There are a number of methods possible to redirect pages. Typically, the choice of method will depend heavily on your usage, and what you’re trying to accomplish. For example, there are temporary redirects and permanent redirect. Each of these redirects have a usage case, and can be implemented through a wide array of technologies.
Types of methods to redirect a page
301 – Moved permanently, recommended
302 – Moved temporarily, should be used sparingly
What’s a redirect?
It’s a method to send users and/or search engines to a different URL from the one they originally went to.
301 redirects pass 90-99% of the ranking SEO juice to the destination page. 301 refers to the HTTP status code for this redirect. In most cases, you want to implement a 301 redirect.
302 redirects, are temporary redirects. According to some Google employees, in some cases a 302 redirect may be treated as a 301 redirect. If you are going to leave a 302 redirect in place for a long time, it may become a 301 redirect in Google’s eyes.
Meta refresh redirects are a type of redirect that’s executed when a user hits your page. They are slower, and not recommended. Meta refreshes pass some link juice, but aren’t recommended due to their slow execution, and loss of SEO juice.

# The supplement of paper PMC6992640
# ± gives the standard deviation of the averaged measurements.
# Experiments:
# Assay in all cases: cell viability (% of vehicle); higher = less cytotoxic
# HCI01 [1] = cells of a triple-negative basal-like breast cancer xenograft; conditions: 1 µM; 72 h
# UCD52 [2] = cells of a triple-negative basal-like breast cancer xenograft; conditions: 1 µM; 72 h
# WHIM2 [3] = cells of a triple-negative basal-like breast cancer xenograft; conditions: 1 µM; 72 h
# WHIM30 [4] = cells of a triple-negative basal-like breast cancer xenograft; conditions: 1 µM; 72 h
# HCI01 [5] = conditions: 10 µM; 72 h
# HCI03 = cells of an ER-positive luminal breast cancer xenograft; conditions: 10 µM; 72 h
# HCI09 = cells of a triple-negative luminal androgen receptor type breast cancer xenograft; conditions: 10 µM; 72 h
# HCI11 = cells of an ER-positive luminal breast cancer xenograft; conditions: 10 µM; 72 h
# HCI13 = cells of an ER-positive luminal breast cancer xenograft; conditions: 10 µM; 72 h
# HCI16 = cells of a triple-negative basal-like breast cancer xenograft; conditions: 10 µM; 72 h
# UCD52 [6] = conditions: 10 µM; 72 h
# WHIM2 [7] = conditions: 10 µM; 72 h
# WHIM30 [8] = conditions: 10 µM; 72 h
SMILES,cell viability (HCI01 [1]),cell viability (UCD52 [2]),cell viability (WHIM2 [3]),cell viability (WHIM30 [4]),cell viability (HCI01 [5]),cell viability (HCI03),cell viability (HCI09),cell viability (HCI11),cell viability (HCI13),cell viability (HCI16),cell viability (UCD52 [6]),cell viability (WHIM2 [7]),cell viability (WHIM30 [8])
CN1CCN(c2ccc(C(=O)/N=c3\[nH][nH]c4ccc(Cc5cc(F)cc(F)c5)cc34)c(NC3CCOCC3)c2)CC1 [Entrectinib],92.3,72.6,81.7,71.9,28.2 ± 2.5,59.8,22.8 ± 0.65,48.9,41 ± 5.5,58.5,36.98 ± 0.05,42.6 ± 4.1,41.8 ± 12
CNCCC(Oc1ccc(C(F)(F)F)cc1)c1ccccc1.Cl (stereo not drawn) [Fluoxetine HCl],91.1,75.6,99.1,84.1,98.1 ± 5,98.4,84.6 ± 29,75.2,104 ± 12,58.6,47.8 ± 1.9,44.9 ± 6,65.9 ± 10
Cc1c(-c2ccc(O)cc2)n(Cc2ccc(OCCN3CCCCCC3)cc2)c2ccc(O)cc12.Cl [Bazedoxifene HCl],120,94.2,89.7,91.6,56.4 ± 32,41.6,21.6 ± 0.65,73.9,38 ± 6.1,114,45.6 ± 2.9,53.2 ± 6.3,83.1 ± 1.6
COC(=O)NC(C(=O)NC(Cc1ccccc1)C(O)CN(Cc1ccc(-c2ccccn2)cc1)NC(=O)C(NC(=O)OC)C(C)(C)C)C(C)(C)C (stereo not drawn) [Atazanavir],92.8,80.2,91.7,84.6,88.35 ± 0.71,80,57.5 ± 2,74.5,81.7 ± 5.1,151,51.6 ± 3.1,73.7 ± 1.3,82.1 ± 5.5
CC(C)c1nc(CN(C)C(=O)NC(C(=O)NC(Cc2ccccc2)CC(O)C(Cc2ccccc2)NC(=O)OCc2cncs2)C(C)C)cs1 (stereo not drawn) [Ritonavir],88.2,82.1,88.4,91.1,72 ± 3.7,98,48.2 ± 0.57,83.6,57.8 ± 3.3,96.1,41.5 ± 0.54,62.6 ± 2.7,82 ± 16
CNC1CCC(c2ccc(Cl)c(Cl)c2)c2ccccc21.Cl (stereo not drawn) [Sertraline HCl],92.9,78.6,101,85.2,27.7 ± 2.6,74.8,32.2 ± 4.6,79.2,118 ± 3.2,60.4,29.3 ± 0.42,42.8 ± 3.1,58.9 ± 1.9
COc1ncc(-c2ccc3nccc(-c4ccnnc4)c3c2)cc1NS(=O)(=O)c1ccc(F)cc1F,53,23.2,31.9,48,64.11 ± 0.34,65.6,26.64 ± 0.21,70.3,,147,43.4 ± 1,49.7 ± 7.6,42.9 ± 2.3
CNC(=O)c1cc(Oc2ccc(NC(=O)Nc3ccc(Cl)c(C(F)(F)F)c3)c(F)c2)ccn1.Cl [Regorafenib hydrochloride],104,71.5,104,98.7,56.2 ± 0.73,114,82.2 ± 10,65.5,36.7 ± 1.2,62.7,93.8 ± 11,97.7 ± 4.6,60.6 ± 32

SEO Best Practices when redirecting a page to another page
It’s common to redirect one url to another. It’s critical though you observe best practices, otherwise you risk losing SEO value. If your goal is to send both users and search engines to the new page, then you should do a 301 redirect. It’s crucial you remember that when you setup 301 redirects, it takes time for search engines to discover the 301 redirect and credit the new page. This timeline can be elongated, if search engines rarely visit the webpage. Options like 302s, will not pass rankings and/or search engine credit to the new page.
If your goal is to do A/B testing, and and you won’t be redirecting people to the destination page/pages permanently, then you should do a 302 redirect.